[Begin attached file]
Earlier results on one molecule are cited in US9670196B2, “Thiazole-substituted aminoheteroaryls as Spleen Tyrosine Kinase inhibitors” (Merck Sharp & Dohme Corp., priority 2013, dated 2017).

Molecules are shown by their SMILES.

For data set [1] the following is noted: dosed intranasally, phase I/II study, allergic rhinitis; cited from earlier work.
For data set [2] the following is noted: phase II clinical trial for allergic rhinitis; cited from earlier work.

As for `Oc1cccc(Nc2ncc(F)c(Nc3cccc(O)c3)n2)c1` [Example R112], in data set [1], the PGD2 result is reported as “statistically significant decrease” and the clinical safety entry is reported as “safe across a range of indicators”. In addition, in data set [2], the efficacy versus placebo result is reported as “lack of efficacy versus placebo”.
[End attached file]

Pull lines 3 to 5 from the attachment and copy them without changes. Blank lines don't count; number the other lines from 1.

For data set [1] the following is noted: dosed intranasally, phase I/II study, allergic rhinitis; cited from earlier work.
For data set [2] the following is noted: phase II clinical trial for allergic rhinitis; cited from earlier work.

As for `Oc1cccc(Nc2ncc(F)c(Nc3cccc(O)c3)n2)c1` [Example R112], in data set [1], the PGD2 result is reported as “statistically significant decrease” and the clinical safety entry is reported as “safe across a range of indicators”. In addition, in data set [2], the efficacy versus placebo result is reported as “lack of efficacy versus placebo”.